Michael Choniates was Metropolitan of Athens in the early 13th century, a learned man who loved the ancient world and wrote with sadness about the barbarous conditions to which Athens had fallen in his time. I found him through a letter he'd written which in part praised the work another man had done in making Nicander accessible to others. In the following poem (number 6) the opening is unmistakably--though metaphorically--Nicandrean:
Δράκοντι δηχθεὶς καὶ νοητοῖς σκορπίοις,'Having been bitten by a dragon and by mental scorpions, close to death and breathing my last, I reconsider the one hanging on the wood, how even having died I might somehow return to life.'
θνήσκων τε μικροῦ καὶ τὰ λοίσθια πνέων
ἀναθεωρῶ τὸν κρεμασθέντα ξύλῳ,
ὡς καὶ θανών πως ἀναβιῴην πάλιν.
The poem continues (with two more Nicandrean images), but I'll leave it for now since I really should be getting ready for the German exam. There are a few things I have questions about (ζωὴ μόνος?), but for the most part it's clear: a prayer for everlasting life.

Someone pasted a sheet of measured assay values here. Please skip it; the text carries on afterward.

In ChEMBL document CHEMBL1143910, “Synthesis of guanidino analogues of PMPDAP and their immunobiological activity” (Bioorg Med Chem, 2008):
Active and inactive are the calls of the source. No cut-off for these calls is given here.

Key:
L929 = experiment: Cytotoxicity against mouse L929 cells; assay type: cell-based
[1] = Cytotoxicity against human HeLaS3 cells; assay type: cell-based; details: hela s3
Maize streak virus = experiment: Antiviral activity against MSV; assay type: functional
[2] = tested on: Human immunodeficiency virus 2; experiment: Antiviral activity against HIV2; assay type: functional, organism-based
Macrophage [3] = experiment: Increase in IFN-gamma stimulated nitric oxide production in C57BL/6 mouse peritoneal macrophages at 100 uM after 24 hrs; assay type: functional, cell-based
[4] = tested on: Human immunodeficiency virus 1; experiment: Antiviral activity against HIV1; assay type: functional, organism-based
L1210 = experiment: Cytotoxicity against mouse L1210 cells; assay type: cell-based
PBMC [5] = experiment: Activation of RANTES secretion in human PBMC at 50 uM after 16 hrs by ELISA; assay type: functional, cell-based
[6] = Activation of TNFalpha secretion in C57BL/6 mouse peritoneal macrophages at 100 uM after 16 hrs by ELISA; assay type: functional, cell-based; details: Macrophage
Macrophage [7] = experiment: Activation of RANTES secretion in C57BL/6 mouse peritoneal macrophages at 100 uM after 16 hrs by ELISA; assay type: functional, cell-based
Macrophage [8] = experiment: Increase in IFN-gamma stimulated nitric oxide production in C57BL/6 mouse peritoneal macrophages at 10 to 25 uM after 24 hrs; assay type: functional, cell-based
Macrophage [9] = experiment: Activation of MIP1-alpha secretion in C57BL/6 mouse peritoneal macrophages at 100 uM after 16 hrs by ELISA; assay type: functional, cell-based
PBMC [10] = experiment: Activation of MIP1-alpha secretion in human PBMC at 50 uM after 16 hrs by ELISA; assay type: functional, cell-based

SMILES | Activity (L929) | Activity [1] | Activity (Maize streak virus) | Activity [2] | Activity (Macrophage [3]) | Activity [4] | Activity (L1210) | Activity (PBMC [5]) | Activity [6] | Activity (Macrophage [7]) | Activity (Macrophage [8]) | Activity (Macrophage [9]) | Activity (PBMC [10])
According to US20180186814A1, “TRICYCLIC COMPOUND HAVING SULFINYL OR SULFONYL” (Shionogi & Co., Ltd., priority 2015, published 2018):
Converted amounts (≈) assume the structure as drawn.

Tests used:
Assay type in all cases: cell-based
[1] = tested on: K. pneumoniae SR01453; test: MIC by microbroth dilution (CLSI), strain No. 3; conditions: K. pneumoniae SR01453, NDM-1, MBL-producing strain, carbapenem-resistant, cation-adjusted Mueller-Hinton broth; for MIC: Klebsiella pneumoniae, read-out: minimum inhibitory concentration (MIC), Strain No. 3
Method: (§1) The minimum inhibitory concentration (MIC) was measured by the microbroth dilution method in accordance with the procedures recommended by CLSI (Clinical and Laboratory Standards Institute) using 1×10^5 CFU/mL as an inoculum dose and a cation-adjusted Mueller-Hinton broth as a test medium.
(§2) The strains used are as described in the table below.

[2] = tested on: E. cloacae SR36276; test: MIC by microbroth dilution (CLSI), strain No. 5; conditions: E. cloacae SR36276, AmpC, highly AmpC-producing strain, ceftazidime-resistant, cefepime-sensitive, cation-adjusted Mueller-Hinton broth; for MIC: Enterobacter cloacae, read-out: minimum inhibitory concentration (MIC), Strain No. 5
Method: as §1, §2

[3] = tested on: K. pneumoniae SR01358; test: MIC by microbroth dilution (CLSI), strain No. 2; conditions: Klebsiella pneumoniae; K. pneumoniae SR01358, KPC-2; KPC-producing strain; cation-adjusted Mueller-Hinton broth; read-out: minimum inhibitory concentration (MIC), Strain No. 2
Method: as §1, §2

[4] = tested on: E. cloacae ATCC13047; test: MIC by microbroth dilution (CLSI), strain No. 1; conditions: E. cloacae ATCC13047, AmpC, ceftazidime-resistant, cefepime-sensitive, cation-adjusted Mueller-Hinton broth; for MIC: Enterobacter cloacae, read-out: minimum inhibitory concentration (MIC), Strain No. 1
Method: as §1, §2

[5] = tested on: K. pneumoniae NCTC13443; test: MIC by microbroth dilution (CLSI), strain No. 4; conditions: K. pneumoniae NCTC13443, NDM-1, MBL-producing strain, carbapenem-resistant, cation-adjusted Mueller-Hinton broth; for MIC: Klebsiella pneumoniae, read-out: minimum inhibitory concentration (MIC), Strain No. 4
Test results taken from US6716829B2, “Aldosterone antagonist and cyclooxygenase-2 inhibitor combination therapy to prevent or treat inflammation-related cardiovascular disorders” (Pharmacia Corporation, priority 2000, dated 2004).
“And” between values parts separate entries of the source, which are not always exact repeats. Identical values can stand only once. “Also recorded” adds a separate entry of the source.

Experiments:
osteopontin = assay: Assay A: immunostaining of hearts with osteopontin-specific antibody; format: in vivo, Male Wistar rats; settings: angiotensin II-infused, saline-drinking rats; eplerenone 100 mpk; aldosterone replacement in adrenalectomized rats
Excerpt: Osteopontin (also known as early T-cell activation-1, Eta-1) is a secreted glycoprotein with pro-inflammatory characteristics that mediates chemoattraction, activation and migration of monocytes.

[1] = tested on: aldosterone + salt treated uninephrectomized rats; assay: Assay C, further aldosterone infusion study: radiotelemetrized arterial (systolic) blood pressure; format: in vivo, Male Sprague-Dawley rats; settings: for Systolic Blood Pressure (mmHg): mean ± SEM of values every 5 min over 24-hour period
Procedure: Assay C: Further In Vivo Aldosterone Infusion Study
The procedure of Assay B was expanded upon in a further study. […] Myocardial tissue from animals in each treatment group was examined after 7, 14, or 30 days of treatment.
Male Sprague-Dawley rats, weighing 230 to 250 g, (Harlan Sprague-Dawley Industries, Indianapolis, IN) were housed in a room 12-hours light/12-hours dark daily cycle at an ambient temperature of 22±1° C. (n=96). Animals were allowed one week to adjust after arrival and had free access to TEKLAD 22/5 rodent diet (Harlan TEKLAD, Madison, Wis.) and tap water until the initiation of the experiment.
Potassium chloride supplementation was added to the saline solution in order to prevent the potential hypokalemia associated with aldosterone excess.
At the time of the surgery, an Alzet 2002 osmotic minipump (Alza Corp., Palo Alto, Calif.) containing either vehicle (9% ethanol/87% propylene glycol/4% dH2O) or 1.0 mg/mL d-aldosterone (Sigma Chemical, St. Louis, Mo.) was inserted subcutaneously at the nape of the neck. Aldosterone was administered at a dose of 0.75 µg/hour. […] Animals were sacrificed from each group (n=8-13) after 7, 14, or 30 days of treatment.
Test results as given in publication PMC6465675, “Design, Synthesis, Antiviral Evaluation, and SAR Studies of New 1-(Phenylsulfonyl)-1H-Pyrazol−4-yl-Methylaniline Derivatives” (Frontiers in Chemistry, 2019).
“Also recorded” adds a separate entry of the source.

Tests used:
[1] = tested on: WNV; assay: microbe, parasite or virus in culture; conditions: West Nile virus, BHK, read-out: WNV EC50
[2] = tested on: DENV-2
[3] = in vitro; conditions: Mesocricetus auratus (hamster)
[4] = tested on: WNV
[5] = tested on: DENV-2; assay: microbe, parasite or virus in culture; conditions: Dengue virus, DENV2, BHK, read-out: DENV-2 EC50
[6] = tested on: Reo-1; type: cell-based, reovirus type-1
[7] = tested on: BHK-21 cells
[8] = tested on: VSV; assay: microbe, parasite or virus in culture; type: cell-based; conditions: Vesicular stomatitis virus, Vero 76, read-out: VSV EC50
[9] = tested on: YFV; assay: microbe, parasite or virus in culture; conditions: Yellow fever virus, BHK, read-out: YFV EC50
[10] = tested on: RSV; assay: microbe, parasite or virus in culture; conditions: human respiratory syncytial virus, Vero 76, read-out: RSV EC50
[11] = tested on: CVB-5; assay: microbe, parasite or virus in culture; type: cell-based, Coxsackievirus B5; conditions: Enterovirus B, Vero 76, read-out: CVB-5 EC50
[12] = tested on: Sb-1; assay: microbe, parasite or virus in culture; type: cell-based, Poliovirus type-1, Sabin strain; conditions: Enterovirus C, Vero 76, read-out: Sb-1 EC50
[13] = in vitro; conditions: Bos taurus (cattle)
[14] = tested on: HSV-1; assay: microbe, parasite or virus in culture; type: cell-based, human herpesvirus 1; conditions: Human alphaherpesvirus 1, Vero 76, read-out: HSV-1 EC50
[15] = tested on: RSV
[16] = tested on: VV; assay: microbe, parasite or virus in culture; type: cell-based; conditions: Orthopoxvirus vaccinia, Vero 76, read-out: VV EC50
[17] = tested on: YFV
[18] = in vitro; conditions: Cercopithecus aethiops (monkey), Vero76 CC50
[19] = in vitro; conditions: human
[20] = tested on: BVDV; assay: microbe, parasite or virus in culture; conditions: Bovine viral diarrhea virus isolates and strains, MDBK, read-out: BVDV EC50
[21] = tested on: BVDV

Ἀνάστασις γάρ ἐστι καὶ ζωὴ μόνος, (5)
ὡς ἀμνὸς αἴρων κοσμικὴν ἁμαρτίαν.
Εἰ χάλκεος γὰρ καὶ τυπικός τις ὄφις
ἑρπυστικῶν δήγμασι θανατουμένους
ἐζωοποίει προςδεδορκότας μόνον,
πῶς οὐκ ἂν αὐτὸς ἐξαναστήσεις, ἄναξ, (10)
κέντρῳ πεπληγότα με τῆς ἁμαρτίας
καὶ κείμενον δείλαιον ὡς τεθνηκότα
καὶ βλέμμ’ ἀνατείνοντα πρὸς σὲ καὶ μόνον;
Ἀλλ’, ὦ πρὸς ὕψος ἀναβὰς θεοῦ λόγε,
ὡς πάντας ἄρδην πρὸς σεαυτὸν ἑλκύσαις, (15)
ὡς αἰχμαλωτεύσειας αἰχμαλωσίαν,
ὡς αὐτὸς εἶπας καὶ Δαυὶδ ψάλλων ᾄδει,
ἕλκυσον, ἀπάλλαξον αἰχμαλωσίας
καὶ προςλαβοῦ με τὸν κακοῖς ἀπωσμένον
χερσὶ ταθείσαις σταυρικῇ διατάσει, (20)
καὶ ζωοποιῷ σῷ τριταίῳ θανάτῳ
ἔμπνευσον ἐμπνεύσαντι παλινζωίαν
ὡς πνεύματι ζῶ σήν τε νέκρωσιν φέρω
καὶ συμμετάσχω, σῶτερ, ἀειζωίας.